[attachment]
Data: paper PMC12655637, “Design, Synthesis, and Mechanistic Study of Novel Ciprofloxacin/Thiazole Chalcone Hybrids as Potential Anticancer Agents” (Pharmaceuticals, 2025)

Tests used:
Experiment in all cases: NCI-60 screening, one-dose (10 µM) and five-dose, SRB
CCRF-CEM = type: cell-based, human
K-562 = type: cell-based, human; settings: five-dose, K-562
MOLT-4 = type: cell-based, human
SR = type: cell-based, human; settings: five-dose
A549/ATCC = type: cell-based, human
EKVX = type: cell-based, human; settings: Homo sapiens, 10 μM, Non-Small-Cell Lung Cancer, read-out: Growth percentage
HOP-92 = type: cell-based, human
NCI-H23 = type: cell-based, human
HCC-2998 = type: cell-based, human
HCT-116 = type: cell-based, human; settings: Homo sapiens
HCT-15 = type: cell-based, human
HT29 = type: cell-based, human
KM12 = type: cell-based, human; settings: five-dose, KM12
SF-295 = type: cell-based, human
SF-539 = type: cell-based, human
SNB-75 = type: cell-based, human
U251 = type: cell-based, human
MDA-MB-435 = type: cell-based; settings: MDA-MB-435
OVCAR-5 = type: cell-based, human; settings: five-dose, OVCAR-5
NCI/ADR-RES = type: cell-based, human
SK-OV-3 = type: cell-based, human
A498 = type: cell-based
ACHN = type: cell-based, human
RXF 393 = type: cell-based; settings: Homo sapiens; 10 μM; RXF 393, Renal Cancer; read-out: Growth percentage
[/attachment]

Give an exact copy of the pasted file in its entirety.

Data: paper PMC12655637, “Design, Synthesis, and Mechanistic Study of Novel Ciprofloxacin/Thiazole Chalcone Hybrids as Potential Anticancer Agents” (Pharmaceuticals, 2025)

Tests used:
Experiment in all cases: NCI-60 screening, one-dose (10 µM) and five-dose, SRB
CCRF-CEM = type: cell-based, human
K-562 = type: cell-based, human; settings: five-dose, K-562
MOLT-4 = type: cell-based, human
SR = type: cell-based, human; settings: five-dose
A549/ATCC = type: cell-based, human
EKVX = type: cell-based, human; settings: Homo sapiens, 10 μM, Non-Small-Cell Lung Cancer, read-out: Growth percentage
HOP-92 = type: cell-based, human
NCI-H23 = type: cell-based, human
HCC-2998 = type: cell-based, human
HCT-116 = type: cell-based, human; settings: Homo sapiens
HCT-15 = type: cell-based, human
HT29 = type: cell-based, human
KM12 = type: cell-based, human; settings: five-dose, KM12
SF-295 = type: cell-based, human
SF-539 = type: cell-based, human
SNB-75 = type: cell-based, human
U251 = type: cell-based, human
MDA-MB-435 = type: cell-based; settings: MDA-MB-435
OVCAR-5 = type: cell-based, human; settings: five-dose, OVCAR-5
NCI/ADR-RES = type: cell-based, human
SK-OV-3 = type: cell-based, human
A498 = type: cell-based
ACHN = type: cell-based, human
RXF 393 = type: cell-based; settings: Homo sapiens; 10 μM; RXF 393, Renal Cancer; read-out: Growth percentage